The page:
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Showing posts with label Purpose. Show all posts
Showing posts with label Purpose. Show all posts

Monday, June 1, 2020

Ekklesia 3 - Called out of the World

I’ve felt like an outsider almost my whole life.  I never had any resentment about it—it was just the reality for our family when I was a kid.  My parents were both born in Georgia but met and married in Maryland.  So, I began my life as an outsider in Maryland, a child of two outsiders from Georgia.  Eventually, we moved away from Maryland back to Georgia.  In Georgia, I felt even more like an outsider.  In Maryland, kids teased me because I had a southern accent.  (I guess I picked it up from my parents.)  When we moved to Georgia, kids at school said I talked like a Yankee.  Some of the kids in my school in Macon had such thick southern accents, I couldn’t understand what they were saying! 

In all, I attended five different elementary schools and, each time, it reinforced the fact that I was an outsider—the new kid on the outside of a circle of friends.  Don’t get me wrong, I’m not complaining.  It was just the way it was and I didn’t know any better and didn’t resent it.
Then, after high school, I moved to Marietta to attend college.  Metro Atlanta was very different from Macon, and again, I felt like an outsider among people who had lived in the Atlanta area their whole lives.  They would talk about the different towns and roads and places assuming everyone knew where they were—and most everyone did (accept me, the outsider).  But that was OK, because by then I knew how to make it as an outsider—a stranger in a foreign land, as they say. 

After college, I worked for a small textile mill in Griffin—a small town where everybody knew everybody and everyone in the mill knew everybody else, and probably had for their whole life.  Except for me, of course; I was the outsider—that new college kid who thought he was smarter than everyone else. (That was their opinion, not mine, by the way.  I deeply respected their vast experience and just wanted to learn from them. I didn’t think I was better than anyone, but some perceived me that way simply because I had a college degree.)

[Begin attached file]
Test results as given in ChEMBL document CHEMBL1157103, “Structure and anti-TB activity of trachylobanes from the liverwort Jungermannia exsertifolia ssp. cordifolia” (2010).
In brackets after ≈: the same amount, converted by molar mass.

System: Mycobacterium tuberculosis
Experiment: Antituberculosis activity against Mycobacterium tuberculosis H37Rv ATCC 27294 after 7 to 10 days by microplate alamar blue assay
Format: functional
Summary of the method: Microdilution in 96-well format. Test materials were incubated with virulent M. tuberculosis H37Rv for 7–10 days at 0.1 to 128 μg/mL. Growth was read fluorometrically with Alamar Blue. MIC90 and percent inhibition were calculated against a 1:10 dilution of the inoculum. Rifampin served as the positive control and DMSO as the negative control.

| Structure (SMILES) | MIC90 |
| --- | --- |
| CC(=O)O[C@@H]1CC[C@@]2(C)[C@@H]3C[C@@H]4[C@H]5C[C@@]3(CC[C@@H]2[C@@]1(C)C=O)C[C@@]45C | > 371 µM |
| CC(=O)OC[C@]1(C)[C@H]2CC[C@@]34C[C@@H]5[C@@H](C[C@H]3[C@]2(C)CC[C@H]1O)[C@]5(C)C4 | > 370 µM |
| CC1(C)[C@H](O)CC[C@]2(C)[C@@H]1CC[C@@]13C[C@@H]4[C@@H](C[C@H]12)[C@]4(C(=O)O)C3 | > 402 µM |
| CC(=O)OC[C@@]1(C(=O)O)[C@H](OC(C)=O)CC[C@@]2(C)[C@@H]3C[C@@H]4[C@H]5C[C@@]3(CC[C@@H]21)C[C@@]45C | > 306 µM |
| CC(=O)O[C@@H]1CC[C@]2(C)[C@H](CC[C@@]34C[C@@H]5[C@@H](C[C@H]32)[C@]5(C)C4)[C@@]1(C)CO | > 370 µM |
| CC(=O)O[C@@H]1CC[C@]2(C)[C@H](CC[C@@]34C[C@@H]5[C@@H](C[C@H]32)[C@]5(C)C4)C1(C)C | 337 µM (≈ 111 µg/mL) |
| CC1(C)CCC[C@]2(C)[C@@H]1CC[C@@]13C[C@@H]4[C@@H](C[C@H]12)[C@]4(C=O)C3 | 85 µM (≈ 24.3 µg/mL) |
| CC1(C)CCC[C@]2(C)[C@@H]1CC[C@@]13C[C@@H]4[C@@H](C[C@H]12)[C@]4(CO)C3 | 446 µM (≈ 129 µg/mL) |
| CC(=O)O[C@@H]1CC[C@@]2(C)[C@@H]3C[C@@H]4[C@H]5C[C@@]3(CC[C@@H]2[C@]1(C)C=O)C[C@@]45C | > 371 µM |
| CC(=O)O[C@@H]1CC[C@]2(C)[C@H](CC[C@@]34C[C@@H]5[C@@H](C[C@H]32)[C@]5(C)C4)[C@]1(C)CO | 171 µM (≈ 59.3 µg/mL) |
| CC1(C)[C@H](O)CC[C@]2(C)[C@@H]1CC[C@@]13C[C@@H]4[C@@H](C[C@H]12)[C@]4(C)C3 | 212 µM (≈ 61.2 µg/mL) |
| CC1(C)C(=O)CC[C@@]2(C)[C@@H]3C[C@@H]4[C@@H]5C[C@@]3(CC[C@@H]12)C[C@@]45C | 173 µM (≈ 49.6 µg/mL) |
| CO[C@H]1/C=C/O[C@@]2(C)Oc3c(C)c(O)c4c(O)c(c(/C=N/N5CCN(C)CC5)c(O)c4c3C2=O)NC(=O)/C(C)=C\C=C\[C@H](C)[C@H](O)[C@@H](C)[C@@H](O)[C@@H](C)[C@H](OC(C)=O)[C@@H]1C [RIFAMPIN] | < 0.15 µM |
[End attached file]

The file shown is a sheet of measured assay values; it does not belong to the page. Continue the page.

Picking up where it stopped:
And then I answered the call to ministry as a United Methodist minister.  And guess what?  United Methodist ministers are reappointed to new churches every so many years (the average is about 5 years in each congregation)!  So all together, I’ve lived in twelve different homes in my life and I have attended 10 different churches.

Now, the more I have matured in my Christian faith, the more I see the benefit of my life as an outsider, because one of the great truths is Jesus came to call Christians to be “outsiders” in this world.

John 15:18-19
18 “If the world hates you, remember that it hated me first. 19 The world would love you as one of its own if you belonged to it, but you are no longer part of the world. I chose you to come out of the world, so it hates you.

Called Out of this World
As we think about the purpose of Church, we have to remember that Christians are a “called out” people.  The Greek word for Church in the New Testament is Ekklesia, which literally means “the called out people”.  The Church is not a building.  The Church is a group of people who have been called out of something old into something new--called out of darkness into light, out of shame into nobility, called out of the world into the Kingdom of God.

Perhaps it has been easier for me than for most to accept that Christians are outsiders in this world because I have never felt “at home” in this world.  My faith in Christ has assured me that feeling is OK because this world is not our home. 

Philippians 3:20 says, “But we are citizens of heaven, where the Lord Jesus Christ lives. And we are eagerly waiting for him to return as our Savior.”

You see, being a Christian isn’t a sentence to be an outsider forever.  It only means being an outsider in this world.  But it means being an insider in God’s Kingdom.  Hebrews 13:14 – “For this world is not our permanent home; we are looking forward to a home yet to come.”